Those regulations, which are not before the Committee, have two purposes. It is not as if there is overlap between the two arrangements. First, the TSE regulations tackle the actual occurrence of a disease in individual animals—a "suspect" animal in that sense—and, secondly, they provide for a major, active surveillance programme in line with our EU obligations in order to generate important epidemiological information on the disease. That entails dealing with "susceptible" animals. But those two processes are contained within the TSE regulations; they are not in the part of the Bill now before us.
This part of the Bill is about genotype in sheep, and about developing resistance—
Perhaps I may make the point that neither the Animal Health Act 1981 nor the Magistrates' Courts Act 1980 are before the Committee this afternoon, yet this Bill contains references to both Acts. There is no reason why we should not amend other legislation through this Bill.
Yes, but we need to know what we are doing. At present, we do not seem to know what we are doing.
If we are talking about the TSE regulations, I should remind the Committee that we had a pretty lengthy debate on the subject a week or so ago. Those regulations deal with something different from the objectives of this Bill. The reason that the preceding regulation is referred to is that the means of delivering the Bill's objectives impact, in part, on the pieces of legislation to which the noble Countess referred. In essence, this Bill is an amendment to the Animal Health Act 1981. However, those powers do not deal with the process outlined under the TSE regulations. Therefore, it is not appropriate to deal with amendments that seek to amend those regulations.
The Bill deals with something quite different: it deals with genotyping sheep and developing resistance to disease, which is not covered in the TSE regulations. There is no reference in those regulations to the national scrapie plan, which is the basis of this part of the Bill—
Surely we have a process in this Chamber whereby amendments are approved by the Clerks. Therefore, if an amendment has been accepted by the Clerks, it ought to be dealt with in Committee. I am sure that the former Chief Whip, who is more of an expert on such matters than I am, will contradict me if I am wrong. However, if an amendment has been allowed, surely it should be debated.
My noble friend Lord Carter puts it much more diplomatically than I was about to do.
To pass these amendments, or anything like them, would completely skew this part of the Bill and lead us away from what is a very focused topic; namely, the accelerated delivery of the national scrapie plan. That is the objective of this part of the Bill, and it has the support of the bulk of the industry. There may be differences in detail, or about time-scale, and so on, but the need to eradicate scrapie from the national sheep flock is acknowledged throughout the industry.
I turn to the surveillance required by the EU regulations, which is dealt with under the TSE regulations. If we were to pass some of the amendments in this group, we would not be complying with those regulations. However, as I said, they are not the focus of this part of the Bill. Therefore, I hope that the noble Baroness will not pursue her amendments in that context.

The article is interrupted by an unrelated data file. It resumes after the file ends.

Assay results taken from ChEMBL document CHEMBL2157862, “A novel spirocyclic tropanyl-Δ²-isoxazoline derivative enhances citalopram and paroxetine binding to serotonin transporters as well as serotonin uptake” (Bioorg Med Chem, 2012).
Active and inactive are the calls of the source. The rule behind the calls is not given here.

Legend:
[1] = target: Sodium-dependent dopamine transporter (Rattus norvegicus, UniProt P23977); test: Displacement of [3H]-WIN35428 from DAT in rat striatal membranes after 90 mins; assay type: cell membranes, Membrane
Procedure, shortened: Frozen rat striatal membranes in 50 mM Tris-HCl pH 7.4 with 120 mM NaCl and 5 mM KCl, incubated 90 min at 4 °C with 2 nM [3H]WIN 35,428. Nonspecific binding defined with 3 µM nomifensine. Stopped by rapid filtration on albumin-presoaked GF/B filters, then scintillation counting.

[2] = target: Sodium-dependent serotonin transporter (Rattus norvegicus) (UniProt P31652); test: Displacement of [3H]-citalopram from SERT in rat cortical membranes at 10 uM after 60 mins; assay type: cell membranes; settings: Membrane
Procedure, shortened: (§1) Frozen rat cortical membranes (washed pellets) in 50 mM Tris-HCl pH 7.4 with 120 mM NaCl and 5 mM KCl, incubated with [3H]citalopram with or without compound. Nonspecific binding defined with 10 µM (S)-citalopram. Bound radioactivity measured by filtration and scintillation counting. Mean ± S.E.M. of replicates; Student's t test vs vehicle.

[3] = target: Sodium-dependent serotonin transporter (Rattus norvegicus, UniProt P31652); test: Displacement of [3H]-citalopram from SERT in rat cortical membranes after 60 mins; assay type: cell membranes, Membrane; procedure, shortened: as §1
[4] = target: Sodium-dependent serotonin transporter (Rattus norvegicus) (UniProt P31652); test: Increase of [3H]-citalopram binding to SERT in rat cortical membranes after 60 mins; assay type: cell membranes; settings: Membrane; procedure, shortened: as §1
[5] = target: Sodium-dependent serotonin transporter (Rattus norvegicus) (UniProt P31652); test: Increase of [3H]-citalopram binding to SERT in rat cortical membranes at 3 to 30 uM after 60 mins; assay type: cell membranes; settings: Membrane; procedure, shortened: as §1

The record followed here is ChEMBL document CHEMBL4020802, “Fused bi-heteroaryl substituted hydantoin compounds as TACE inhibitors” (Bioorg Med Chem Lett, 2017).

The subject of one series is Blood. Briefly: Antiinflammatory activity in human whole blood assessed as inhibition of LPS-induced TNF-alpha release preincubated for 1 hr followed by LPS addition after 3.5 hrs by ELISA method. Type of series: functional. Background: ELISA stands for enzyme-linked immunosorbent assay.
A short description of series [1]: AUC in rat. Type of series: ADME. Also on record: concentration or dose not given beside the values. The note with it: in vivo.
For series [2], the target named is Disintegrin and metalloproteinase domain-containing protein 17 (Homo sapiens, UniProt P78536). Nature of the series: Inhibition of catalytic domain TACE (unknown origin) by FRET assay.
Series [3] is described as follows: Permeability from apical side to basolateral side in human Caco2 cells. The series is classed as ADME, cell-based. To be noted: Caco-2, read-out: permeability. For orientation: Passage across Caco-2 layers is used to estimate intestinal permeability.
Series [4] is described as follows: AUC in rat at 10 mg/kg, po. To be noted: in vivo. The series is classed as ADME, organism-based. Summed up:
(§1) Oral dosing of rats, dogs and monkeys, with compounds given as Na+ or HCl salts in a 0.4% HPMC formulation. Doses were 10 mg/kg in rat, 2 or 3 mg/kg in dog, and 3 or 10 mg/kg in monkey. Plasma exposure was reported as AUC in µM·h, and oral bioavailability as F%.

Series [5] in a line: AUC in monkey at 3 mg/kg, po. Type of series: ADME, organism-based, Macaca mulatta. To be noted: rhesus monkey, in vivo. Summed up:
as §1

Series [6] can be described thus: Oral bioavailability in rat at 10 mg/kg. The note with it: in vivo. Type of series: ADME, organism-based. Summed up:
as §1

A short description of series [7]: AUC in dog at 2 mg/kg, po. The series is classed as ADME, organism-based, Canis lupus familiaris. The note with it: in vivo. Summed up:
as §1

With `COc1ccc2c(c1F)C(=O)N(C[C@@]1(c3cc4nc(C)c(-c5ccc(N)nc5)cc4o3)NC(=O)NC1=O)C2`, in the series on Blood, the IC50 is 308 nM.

As to the amendments in this group relating to feed that the noble Baroness feels might be taking us a little further than is applicable under this part of the Bill, again, these fall under the TSE regulations. Indeed, if we were to alter the latter in this somewhat tangential way, we would also find ourselves in some difficulty as regards being in compliance with the EU regulations. However, I understand that the noble Baroness recognises that fact. I trust that these amendments will not be pursued because they would exceed the Bill's purpose and lead us into other difficulties in terms of transposition of EU regulations.
At first sight, I thought that Amendment No. 1 did not quite fall in the same category as the other amendments in this group, in that it was not a direct attempt to alter the implications of the TSE regulations. The noble Baroness explained the rationale in the first two or three sentences that she uttered in this regard. The rationale is to alter the interface between the Bill and the regulations, which would change the nature of those regulations.
The noble Baroness's other point—on the face of it, the amendment also deals with this point—raised the question whether we should refer to scrapie rather than TSEs throughout the clause. One of the motives for eliminating scrapie is to try to ensure that the unproven—I say that to avoid the need for the noble Countess to intervene—but nevertheless theoretical possibility of BSE being in sheep would be eliminated if we also eliminated scrapie. That deals with a TSE other than scrapie. To confine the provision to scrapie would limit the operation of the legislation.
The Minister cannot have it both ways. We either talk about TSEs when we talk about BSE, CJD and TSE in cats or we talk about scrapie, BSE and CJD. Most of those diseases are animal specific. No one has yet been able to prove, despite trying with all of their might, that sheep get BSE. It would be much better if we were clear and said "scrapie" for sheep, "BSE" for cattle and "CJD" for humans.
"Schedule 2 contains provision about transmissible spongiform encephalopathies".
However, Schedule 2 is entitled "Scrapie" and says nothing about TSEs. I am now confused. Should we amend Schedule 2 so that it refers to TSEs throughout?